Julie Cheung-Inhin is a London-based actor who recently graduated from Drama Studio London. She is currently performing in No More Lotus Flower!, a solo show which she created for The Camden Fringe. Julie was born and raised in London, her parents were born in Mauritius and her grandparents were born in China.
How did you get into acting?
I had always enjoyed acting as a hobby ever since I was 16 and my school did a production of The Crucible. Playing Betty was quite a highlight for me, and for a few years I spent time working in various theatre projects as a volunteer. After I finished university (where I took, dare I say it, a more traditional approach, and did a law degree at UCL) I took part in a few community projects with Yellow Earth Theatre. My acting during the next few years was always around my full-time job, where I worked at the University of London collecting statistics and reporting on graduate destinations. I soon started to realise that actually I wanted acting to be a career rather than a hobby, and eventually realised that I would like to go to drama school.
How did No More Lotus Flower! come into being?
It started off during a character class at drama school. We were told to pick a subject we felt passionate about, find a few people talking about the subject and then present them verbatim to the class. It had recently become evident to me from the media (for example, The Orphan of Zhao casting controversy), and from talking to my peers in the industry, that there is a problem with diversity and the representation of East Asians on stage and screen. I therefore chose this as my subject and my teacher suggested it was worth turning it into a full show upon graduation. Considering the state of affairs with regards to East Asians on stage, screen and radio, it felt like the time was ripe for something like this.
No More Lotus Flower! is an interesting title. What made you choose this name?
Earlier this year I had been texting an actor friend about something that had nothing to do with acting; in an attempt to strike me with more confidence and proactivity he wrote “No more lotus flower!!” and I joked that one day I’ll use that as the title of a show that I might one day possibly create.
It resonated with me as the show is not only about wanting to break the East Asian lotus flower stereotype (your pretty, submissive, docile China doll!) but also about speaking out generally and making a proactive change.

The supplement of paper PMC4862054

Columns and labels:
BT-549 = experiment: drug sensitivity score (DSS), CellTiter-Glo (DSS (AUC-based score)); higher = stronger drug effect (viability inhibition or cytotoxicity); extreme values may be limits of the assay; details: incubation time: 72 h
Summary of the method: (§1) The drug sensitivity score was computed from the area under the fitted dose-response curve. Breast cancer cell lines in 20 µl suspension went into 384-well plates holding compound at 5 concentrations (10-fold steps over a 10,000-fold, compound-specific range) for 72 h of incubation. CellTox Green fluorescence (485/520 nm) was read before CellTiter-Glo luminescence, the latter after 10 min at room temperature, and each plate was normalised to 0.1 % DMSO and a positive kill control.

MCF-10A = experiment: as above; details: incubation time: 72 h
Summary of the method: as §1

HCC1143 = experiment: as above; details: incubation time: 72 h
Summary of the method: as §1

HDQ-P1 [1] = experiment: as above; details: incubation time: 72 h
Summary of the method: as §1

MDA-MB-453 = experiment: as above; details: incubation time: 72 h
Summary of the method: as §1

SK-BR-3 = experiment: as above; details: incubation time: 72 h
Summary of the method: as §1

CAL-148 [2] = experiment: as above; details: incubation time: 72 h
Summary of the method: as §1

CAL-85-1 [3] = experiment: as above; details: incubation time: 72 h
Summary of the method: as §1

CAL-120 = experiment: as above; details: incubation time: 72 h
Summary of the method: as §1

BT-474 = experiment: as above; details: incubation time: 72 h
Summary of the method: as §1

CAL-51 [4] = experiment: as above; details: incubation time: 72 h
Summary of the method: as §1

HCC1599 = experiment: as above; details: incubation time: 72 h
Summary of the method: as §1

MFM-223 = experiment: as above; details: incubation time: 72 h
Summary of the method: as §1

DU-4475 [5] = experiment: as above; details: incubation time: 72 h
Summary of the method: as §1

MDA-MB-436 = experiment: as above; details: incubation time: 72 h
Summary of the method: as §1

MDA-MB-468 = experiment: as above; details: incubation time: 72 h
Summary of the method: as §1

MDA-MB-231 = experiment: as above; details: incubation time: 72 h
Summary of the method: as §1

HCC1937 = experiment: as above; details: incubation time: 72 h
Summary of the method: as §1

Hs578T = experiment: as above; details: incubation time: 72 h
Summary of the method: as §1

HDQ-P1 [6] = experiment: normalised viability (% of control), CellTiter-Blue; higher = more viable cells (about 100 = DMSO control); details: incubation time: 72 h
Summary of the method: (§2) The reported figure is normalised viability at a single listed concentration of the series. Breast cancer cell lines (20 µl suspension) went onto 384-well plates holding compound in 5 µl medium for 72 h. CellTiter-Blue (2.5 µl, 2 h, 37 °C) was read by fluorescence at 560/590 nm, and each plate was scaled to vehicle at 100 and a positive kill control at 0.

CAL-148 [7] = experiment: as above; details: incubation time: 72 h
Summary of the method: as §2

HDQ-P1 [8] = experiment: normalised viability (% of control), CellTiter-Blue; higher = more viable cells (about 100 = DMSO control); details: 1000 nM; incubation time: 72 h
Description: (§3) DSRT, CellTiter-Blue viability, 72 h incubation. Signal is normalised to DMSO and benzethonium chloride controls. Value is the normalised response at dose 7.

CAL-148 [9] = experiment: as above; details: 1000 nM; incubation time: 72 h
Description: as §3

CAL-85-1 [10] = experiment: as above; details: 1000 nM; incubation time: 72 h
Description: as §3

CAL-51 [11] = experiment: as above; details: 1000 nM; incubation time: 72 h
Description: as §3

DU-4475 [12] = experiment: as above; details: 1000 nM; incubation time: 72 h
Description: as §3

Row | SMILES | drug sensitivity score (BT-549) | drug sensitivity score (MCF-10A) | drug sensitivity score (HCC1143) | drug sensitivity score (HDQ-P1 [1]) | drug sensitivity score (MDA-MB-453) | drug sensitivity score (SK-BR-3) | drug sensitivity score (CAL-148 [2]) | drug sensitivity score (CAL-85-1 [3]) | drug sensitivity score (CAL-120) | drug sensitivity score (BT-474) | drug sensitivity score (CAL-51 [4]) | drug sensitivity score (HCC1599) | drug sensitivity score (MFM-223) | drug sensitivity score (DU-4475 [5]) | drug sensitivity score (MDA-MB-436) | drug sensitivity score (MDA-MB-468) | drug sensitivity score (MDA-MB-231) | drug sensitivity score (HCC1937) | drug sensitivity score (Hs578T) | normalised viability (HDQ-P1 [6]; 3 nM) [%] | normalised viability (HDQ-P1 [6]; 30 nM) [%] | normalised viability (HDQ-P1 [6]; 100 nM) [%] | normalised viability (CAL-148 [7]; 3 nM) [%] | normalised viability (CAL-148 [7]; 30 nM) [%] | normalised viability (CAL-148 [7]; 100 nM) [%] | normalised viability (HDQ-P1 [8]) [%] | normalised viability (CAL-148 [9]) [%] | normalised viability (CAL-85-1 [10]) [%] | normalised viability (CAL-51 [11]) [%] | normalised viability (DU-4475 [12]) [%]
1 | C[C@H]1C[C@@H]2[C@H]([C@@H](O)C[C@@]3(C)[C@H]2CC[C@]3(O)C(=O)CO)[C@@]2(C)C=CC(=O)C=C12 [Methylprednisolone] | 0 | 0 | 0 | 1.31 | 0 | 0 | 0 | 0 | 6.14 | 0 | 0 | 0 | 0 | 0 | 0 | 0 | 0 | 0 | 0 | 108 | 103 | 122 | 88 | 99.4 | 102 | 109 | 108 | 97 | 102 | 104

Tell us a bit more of how it was created?
My research and development focused on speaking to other East Asian actors and interviewing them. All the situations and anecdotes within the play are based on reality, whether they are my own experiences or experiences I collected from other East Asian actors. I then created a script which was re-worked numerous times so that all the scenes flowed together as one piece (hence one main character has morphed into representing many characters myself or my peers have encountered). During rehearsals myself and my director devised it so that the situations and characters became absurd , thus reflecting the absurdity of the real-life situations we as East Asian actors often face in the industry. It was always the aim to highlight a serious topic in a way that was insightful yet also funny.
Do you have any plans for No More Lotus Flower! in the future?
The topic being what it is, with new developments and new stories coming to light constantly, I feel the project is definitely something that can and should be added to. Indeed, there were a lot of other anecdotes that were in original drafts that had to be cut out in the interests of story structure and flow. It would be great to add these in, make a longer show, and take it further.
Any other plans?
I would love to see more East Asians on screen and stage, so it would be great to be part of that change. During drama school it became evident that awkward comedy is something I enjoy doing so maybe one day I’ll get to play that?! I’ve been told I’m like an East Asian Miranda Hart or Zooey Deschanel – I’ll take either!